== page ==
Women & Peace Processes by Lamess Bensaad

Women & Peace Processes by Lamess Bensaad

Women & Peace Processes by Lamess Bensaad 848 853 admin


A decade of instability has brought Libya and its citizens to our knees. Frequent outbreaks of armed conflict and outright war have led to the loss of lives and permanent injuries, the displacement of thousands, the fragmentation of the social fabric, and economic harms. Libya has been severely affected by the Covid-19 global pandemic, exacerbated by worsening service delivery that has undermined the health system. Women, because of their central role in the family and social life, bear a disproportionate burden of the social, economic and political costs of this prolonged conflict.

One result of the ongoing instability is that gender-specific barriers have become more difficult to address. In particular, women’s participation in decision-making positions in the transitional period from 2011 has become significantly more difficult and dangerous. Women who are active in public life face physical threats including murder, kidnapping, sexual harassment, abuse and banditry; and in both public institutions and private life, they are subjected to verbal threats and other punitive responses for supposedly violating social norms. Women persistently bear the burden of holding the family’s honour, which limits their individual freedom to act: they are understood as representing a whole family or clan. While it may be difficult to explain crimes against women in public office as politically motivated, their presence and actions in the decision-making sphere are very obviously threatened because of prevailing patriarchal cultural practices.

There is another side to the story, though: in the past decade of the Libyan conflict, women and girls have steadily insisted on their right to be involved in the civic sphere, and there is now an unprecedented and intergenerational level of female-led involvement in peace building and social justice work through non-profit organisations and charities. This is a positive gain, because women are much more active in civil society than men, and almost all civil society organisations in Libya are run by women. The downside, however, is that all this work has not translated into increased official participation in formal structures, especially at decision-making levels. This is unacceptable, especially given the capacities women are demonstrating in the civil society space.

Organised women have achieved an extraordinary amount. They have claimed new space for political and other types of participation, and mobilised against gender-based violence and discrimination, running campaigns, events, workshops, and during Covid-19, keeping up their engagement through virtual meetings. In many instances, they have united to provide innovative solutions in peacebuilding activities, including through occupying virtual spaces and media. Collectively, women have expressed a strong commitment to fostering a culture of peace, reconciliation and peaceful co-existence in Libya.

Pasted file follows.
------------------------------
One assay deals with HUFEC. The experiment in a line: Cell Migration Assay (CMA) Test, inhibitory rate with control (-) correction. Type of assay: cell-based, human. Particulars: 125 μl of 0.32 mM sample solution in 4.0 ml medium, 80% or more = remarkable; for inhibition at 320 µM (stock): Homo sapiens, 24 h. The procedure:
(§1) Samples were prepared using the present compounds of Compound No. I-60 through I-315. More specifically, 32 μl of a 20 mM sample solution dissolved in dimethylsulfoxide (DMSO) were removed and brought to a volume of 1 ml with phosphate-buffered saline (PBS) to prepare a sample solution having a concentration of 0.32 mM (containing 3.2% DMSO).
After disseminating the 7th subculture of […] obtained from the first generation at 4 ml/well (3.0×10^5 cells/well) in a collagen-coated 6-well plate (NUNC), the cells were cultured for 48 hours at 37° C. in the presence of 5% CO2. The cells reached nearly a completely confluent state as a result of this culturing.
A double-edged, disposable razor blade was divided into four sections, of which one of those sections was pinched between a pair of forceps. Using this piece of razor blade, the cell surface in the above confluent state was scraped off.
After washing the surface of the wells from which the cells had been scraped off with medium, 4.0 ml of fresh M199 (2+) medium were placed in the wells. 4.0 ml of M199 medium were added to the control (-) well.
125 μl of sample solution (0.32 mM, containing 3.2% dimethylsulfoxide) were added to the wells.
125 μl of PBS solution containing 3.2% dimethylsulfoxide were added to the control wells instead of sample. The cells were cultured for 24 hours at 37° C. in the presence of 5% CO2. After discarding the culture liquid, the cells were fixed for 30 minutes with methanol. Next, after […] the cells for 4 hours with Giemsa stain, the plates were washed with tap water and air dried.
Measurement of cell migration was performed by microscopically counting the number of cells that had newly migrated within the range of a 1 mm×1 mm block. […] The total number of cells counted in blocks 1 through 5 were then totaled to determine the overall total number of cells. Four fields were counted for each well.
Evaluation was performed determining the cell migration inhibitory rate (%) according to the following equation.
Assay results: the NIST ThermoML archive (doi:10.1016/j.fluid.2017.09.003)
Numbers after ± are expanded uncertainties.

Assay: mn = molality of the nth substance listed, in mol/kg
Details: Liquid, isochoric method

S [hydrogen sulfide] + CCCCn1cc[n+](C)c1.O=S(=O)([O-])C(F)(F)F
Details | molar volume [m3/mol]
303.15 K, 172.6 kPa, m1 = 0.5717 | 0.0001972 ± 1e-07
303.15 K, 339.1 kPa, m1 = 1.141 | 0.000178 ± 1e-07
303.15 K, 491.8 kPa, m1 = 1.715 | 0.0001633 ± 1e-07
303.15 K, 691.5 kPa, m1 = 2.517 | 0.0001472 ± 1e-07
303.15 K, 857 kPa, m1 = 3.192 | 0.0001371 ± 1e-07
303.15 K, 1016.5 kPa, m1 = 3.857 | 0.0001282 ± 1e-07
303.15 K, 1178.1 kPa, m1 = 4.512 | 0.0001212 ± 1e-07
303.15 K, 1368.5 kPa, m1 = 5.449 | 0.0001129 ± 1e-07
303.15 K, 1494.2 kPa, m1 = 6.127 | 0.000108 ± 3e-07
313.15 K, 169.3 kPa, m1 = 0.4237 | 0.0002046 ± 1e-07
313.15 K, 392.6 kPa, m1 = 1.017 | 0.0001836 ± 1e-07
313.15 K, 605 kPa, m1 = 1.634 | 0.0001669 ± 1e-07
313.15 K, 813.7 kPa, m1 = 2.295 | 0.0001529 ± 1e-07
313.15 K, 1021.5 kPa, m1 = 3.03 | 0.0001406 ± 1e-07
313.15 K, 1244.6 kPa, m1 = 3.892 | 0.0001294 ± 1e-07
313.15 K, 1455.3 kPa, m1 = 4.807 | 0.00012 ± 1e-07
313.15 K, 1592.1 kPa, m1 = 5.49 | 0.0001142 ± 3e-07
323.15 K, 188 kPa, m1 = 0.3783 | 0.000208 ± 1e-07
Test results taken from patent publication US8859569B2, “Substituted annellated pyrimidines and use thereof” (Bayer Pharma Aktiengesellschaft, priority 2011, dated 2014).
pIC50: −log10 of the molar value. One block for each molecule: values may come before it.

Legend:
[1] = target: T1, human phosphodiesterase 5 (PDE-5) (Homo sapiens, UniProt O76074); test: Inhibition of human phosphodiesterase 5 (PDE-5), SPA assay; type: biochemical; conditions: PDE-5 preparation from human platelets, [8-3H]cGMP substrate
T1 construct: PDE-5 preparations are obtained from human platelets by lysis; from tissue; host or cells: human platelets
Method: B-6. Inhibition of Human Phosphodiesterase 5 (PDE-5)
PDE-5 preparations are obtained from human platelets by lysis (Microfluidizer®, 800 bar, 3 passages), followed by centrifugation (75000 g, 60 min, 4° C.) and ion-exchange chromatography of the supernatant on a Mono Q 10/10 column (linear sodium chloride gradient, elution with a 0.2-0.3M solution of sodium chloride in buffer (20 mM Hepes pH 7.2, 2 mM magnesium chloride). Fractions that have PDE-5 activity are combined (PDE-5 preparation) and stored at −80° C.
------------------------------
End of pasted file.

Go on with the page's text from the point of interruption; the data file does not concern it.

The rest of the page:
At the local level women act as peace builders by continuing to facilitate community-based reconciliation processes through community dialogue. In numerous ways, they work to re-establish social cohesion and inclusion. They are also setting the foundations for women to claim their full rights. Their role extends from the local level to a national one where women continue to advocate for meaningful inclusion in all activities to promote the country’s political transition. Specifically, they support a peaceful democratic transition by addressing the systematic exclusion of Libyan women from the UN-led peace talks. Activists keep pushing the international community to actively engage women, to recognise their right to play a prominent and proactive role in peacebuilding.

Repeated calls and advocacy efforts over the last three years finally resulted in the inclusion of seventeen Libyan women (out of a total of 75 delegates) in the UN-led peace talks, known as the Libyan Political Dialogue Forum (LPDF) in 2020, where they played an integral role. With diverse backgrounds and interests, including civil society activists, members of the House of Representative and House of State Council, Academics and Lawyers, the seventeen representatives were from East, West and South Libya. Although Tripoli is the most populated region in the country, with almost 2 million people, this area had relatively few female representatives in comparison to Barqa. This inequality in representation resulted in difficulties in forming coalition and lobby groups.

A concrete gain in terms of the LPDF roadmap is that the interim executive has to commit to 30% participation of women in government. In order to ensure that this 30% representation is actually realised, on the 15th of November, women at the LPDF issued a statement titled “A Statement of the Libyan women participating in the Libyan Political Dialogue Forum.”